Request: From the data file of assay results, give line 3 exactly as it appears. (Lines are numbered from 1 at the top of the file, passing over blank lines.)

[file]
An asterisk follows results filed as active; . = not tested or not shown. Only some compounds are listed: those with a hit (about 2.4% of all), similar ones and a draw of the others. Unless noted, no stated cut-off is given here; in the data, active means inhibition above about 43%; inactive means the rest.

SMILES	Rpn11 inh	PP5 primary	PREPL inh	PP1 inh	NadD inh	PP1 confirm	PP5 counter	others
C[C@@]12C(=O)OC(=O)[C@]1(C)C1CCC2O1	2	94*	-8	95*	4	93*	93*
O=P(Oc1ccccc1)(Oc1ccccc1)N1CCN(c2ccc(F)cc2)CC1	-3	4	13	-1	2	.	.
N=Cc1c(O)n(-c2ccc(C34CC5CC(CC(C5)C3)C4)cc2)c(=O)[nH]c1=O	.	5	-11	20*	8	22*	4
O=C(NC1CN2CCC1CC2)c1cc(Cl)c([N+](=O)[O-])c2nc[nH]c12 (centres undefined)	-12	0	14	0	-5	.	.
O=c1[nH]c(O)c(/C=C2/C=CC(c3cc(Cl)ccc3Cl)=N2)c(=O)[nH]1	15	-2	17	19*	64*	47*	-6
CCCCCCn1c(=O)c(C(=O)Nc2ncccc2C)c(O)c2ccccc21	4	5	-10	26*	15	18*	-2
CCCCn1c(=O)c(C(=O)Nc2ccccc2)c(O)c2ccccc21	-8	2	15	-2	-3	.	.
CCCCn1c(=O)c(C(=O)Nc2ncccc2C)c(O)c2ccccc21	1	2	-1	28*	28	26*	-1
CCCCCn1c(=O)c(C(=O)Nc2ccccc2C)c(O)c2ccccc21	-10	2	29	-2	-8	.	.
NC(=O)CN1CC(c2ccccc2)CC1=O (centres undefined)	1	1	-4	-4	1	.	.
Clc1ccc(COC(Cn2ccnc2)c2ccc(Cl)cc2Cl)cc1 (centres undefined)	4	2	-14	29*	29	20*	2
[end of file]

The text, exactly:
C[C@@]12C(=O)OC(=O)[C@]1(C)C1CCC2O1	2	94*	-8	95*	4	93*	93*